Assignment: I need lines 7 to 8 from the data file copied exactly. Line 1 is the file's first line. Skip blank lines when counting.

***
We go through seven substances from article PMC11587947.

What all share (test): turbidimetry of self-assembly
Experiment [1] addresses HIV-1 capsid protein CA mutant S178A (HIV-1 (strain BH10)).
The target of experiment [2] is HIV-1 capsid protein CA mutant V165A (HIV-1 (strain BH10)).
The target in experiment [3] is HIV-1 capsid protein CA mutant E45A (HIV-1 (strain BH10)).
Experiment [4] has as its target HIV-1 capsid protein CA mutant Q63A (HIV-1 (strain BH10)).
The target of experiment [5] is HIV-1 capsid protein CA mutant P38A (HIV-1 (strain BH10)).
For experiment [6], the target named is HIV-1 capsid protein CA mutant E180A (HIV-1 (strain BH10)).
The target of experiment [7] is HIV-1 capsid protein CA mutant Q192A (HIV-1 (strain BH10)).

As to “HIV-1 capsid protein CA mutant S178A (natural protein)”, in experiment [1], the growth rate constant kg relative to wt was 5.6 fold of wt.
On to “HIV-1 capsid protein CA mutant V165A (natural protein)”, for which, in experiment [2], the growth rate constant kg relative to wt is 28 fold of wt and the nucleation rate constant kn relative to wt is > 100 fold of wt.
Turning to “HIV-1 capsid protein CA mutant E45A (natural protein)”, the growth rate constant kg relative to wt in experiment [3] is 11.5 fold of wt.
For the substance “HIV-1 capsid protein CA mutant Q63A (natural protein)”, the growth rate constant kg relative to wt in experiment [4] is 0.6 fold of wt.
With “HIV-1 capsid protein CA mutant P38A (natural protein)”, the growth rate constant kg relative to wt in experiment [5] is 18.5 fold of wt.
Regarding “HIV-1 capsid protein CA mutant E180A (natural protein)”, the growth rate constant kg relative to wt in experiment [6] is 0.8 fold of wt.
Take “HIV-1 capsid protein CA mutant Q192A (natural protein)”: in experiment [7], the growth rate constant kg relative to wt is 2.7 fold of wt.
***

The target of experiment [5] is HIV-1 capsid protein CA mutant P38A (HIV-1 (strain BH10)).
For experiment [6], the target named is HIV-1 capsid protein CA mutant E180A (HIV-1 (strain BH10)).